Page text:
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Every photographer's library should have a copy...,
This review is from: Robert Frank: The Americans (Hardcover)
...but only now is it affordable again.
I've probably seen every photograph in this book a number of times over the years. That fact in no way lessens its impact.
Fortunately re-published while Frank is still around to give it his blessing, this new Steidl edition shows the pictures pretty much in their original context, even Jack Kerouac's intro is there in full. Although I've never handled an original 1950s edition, I would imagine that the printing quality then could not have matched this, if indeed it even managed to approach it. It's not the finest you can achieve - at this price how could it be - but it's certainly fine enough.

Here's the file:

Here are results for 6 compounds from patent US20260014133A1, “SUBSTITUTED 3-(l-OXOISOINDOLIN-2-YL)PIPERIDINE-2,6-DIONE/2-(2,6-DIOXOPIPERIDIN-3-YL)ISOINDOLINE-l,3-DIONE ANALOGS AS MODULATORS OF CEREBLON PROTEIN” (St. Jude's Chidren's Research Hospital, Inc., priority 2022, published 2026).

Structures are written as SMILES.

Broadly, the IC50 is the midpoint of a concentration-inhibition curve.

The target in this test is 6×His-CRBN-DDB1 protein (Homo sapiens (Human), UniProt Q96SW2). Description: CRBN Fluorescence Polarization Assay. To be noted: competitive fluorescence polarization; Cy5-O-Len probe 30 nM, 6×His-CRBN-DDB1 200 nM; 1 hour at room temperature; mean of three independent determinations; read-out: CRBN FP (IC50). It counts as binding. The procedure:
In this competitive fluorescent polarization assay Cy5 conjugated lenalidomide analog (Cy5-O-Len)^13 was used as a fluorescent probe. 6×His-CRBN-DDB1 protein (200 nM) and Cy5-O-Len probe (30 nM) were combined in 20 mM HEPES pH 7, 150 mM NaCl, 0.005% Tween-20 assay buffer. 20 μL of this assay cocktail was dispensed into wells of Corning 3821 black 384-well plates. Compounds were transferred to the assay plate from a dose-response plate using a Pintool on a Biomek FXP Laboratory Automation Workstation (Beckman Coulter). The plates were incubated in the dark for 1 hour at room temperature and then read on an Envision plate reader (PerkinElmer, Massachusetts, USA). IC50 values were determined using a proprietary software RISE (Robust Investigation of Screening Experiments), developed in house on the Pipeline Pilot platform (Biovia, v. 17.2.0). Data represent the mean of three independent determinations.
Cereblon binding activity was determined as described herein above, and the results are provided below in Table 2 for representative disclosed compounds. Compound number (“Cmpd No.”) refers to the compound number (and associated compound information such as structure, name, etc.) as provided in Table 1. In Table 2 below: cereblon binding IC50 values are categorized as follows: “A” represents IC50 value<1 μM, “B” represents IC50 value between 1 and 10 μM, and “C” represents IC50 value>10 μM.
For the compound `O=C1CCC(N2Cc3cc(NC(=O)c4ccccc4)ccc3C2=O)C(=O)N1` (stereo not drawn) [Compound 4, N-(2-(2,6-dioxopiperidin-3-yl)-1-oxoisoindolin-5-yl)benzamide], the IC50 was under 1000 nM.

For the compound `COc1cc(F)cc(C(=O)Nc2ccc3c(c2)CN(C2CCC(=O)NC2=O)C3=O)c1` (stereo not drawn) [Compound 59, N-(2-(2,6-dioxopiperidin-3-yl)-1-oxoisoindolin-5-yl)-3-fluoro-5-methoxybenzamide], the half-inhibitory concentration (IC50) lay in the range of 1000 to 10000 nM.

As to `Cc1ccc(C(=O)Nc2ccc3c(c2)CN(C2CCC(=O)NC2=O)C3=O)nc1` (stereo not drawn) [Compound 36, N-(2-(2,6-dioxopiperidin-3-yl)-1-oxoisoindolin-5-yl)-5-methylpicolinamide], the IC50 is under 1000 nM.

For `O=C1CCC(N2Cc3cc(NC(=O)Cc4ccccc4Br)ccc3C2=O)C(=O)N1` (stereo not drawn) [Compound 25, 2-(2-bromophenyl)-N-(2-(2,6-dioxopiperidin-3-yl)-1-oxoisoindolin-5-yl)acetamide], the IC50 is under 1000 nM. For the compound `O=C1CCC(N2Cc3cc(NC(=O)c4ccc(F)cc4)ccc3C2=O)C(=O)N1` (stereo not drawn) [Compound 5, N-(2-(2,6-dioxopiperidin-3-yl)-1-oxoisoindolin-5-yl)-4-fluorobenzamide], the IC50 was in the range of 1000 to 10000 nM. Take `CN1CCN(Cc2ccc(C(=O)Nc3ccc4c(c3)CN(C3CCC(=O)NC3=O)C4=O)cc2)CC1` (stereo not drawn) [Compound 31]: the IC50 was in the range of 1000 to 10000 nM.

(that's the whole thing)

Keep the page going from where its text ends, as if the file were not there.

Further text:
I've seen some of the photographs on gallery walls and they really don't have the same impact as they do on the printed page. It's the narrative, the sequencing, that draws you into Frank's vision of mid-twentieth century America. That said, there's barely an image here that does not stand on its own as a iconic reference to the style of photography that he initiated.
For me, this book is on a par with Bill Brandt's 'Shadow of Light', or Tony Ray-Jones' 'A Day Off', as a collection that I can return to again and again and still derive an enormous amount of visual and mental stimulation.